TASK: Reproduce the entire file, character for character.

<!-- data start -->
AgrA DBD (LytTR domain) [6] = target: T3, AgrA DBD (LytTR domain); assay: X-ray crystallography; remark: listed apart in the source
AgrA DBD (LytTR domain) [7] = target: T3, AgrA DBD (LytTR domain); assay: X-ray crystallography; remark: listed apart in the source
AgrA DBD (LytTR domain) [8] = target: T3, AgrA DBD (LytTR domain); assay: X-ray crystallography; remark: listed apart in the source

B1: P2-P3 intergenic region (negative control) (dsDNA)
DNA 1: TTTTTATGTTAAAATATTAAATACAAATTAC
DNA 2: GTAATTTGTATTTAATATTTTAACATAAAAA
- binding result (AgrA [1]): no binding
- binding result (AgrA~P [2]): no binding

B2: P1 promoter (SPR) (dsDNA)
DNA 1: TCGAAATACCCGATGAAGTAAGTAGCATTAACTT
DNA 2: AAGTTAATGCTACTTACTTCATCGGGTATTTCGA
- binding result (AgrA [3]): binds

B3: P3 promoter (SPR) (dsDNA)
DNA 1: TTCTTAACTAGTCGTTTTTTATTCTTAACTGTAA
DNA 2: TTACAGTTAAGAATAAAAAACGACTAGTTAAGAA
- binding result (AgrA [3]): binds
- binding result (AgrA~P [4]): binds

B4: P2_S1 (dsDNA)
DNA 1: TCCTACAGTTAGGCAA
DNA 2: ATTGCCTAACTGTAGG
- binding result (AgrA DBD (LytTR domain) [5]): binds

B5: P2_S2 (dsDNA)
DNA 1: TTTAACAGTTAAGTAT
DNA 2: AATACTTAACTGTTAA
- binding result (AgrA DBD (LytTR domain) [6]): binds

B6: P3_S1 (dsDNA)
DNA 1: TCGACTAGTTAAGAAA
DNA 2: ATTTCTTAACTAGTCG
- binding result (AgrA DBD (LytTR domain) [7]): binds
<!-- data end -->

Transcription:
AgrA DBD (LytTR domain) [6] = target: T3, AgrA DBD (LytTR domain); assay: X-ray crystallography; remark: listed apart in the source
AgrA DBD (LytTR domain) [7] = target: T3, AgrA DBD (LytTR domain); assay: X-ray crystallography; remark: listed apart in the source
AgrA DBD (LytTR domain) [8] = target: T3, AgrA DBD (LytTR domain); assay: X-ray crystallography; remark: listed apart in the source

B1: P2-P3 intergenic region (negative control) (dsDNA)
DNA 1: TTTTTATGTTAAAATATTAAATACAAATTAC
DNA 2: GTAATTTGTATTTAATATTTTAACATAAAAA
- binding result (AgrA [1]): no binding
- binding result (AgrA~P [2]): no binding

B2: P1 promoter (SPR) (dsDNA)
DNA 1: TCGAAATACCCGATGAAGTAAGTAGCATTAACTT
DNA 2: AAGTTAATGCTACTTACTTCATCGGGTATTTCGA
- binding result (AgrA [3]): binds

B3: P3 promoter (SPR) (dsDNA)
DNA 1: TTCTTAACTAGTCGTTTTTTATTCTTAACTGTAA
DNA 2: TTACAGTTAAGAATAAAAAACGACTAGTTAAGAA
- binding result (AgrA [3]): binds
- binding result (AgrA~P [4]): binds

B4: P2_S1 (dsDNA)
DNA 1: TCCTACAGTTAGGCAA
DNA 2: ATTGCCTAACTGTAGG
- binding result (AgrA DBD (LytTR domain) [5]): binds

B5: P2_S2 (dsDNA)
DNA 1: TTTAACAGTTAAGTAT
DNA 2: AATACTTAACTGTTAA
- binding result (AgrA DBD (LytTR domain) [6]): binds

B6: P3_S1 (dsDNA)
DNA 1: TCGACTAGTTAAGAAA
DNA 2: ATTTCTTAACTAGTCG
- binding result (AgrA DBD (LytTR domain) [7]): binds